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Weather Experiment: Static Electricity

Reece Cole joins Mrs. Boyle's 3rd grade class at Martin Public Schools
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Posted at 7:00 PM, Apr 25, 2023

Clouds build up plenty of moisture to produce rain, but when the atmosphere is unstable it also gains charge and can produce lightning!

Weather Experiment: Static Electricity

Lightning is the simple process of balancing negatively and positively charged electrons in the atmosphere. We can do this on a small scale with electric shock on your finger when you and another object are oppositely charged.

Meteorologist Reece Cole visited Mrs. Boyle's third-grade science classrooms at Martin Public Schools to help students feel electric shocks. You can watch the science experiment in the video above.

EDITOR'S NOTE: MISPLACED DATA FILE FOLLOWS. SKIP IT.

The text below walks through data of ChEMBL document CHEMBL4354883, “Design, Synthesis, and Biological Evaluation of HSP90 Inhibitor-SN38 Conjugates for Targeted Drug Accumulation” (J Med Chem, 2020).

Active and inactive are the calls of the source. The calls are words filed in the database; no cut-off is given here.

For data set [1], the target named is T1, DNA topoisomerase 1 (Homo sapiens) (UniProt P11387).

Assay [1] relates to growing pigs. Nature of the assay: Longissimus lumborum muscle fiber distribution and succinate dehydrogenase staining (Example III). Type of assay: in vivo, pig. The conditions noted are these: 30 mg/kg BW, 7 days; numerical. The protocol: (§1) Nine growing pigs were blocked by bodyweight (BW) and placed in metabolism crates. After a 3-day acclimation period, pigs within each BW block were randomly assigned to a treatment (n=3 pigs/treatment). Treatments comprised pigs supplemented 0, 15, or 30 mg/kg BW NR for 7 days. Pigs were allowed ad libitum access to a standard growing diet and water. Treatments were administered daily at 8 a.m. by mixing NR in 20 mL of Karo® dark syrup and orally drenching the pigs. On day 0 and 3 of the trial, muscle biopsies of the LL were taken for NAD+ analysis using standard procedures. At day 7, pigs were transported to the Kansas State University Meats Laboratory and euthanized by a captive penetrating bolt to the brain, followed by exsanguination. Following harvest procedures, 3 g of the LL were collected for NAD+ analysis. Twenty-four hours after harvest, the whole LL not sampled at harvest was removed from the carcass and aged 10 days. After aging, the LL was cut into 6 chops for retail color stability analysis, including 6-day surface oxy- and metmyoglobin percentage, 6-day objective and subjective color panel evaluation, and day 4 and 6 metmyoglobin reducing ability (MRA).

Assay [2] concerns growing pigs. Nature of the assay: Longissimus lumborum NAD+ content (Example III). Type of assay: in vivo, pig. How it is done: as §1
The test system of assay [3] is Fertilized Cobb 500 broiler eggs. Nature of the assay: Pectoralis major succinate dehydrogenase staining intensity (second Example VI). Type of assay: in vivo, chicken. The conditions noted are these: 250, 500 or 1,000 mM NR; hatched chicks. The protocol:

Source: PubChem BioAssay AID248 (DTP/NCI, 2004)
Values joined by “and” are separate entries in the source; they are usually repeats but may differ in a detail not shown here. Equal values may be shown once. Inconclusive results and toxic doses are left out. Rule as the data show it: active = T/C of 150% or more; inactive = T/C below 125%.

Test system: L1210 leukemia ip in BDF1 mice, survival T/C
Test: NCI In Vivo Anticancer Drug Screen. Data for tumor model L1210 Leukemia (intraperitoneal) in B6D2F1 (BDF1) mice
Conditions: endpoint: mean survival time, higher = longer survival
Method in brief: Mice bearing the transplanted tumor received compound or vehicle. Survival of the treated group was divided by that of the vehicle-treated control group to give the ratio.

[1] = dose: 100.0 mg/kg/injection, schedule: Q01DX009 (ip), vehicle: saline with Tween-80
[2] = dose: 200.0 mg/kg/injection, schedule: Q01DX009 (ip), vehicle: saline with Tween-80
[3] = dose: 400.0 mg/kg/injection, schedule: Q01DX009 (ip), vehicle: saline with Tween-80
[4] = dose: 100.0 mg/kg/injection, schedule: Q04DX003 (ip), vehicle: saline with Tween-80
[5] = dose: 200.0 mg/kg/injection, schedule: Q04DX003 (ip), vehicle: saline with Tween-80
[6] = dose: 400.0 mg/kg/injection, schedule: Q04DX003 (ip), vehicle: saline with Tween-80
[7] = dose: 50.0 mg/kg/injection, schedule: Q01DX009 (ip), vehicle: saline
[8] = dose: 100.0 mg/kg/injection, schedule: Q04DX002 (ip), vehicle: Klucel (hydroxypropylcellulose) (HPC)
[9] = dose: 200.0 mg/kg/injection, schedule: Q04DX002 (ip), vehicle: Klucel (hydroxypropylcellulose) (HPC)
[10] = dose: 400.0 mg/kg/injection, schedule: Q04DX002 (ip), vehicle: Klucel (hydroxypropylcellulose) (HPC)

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Looking to try this at home? Here's what you'll need:

1. Paper plate
2. Aluminum pan
3. Thumbtack
4. Pencil
5. Wool Sock

Here's what to do:

Step 1: Put the thumb tack through the bottom of the aluminum pan, poking the eraser into the thumb tack.

Step 2: With the paper plate upside down on the table, rub the wool sock aggressively for two minutes against the paper plate. This builds up electric charges for shock.

Step 3: Using the pencil as your holder, move the aluminum pan onto the plate, then touch your finger to the pan to feel a small shock.

To enhance the experiment: Turn off the lights to see the electric charges jump from your finger to the pan, similar to how lightning transfers charges from the ground to the clouds!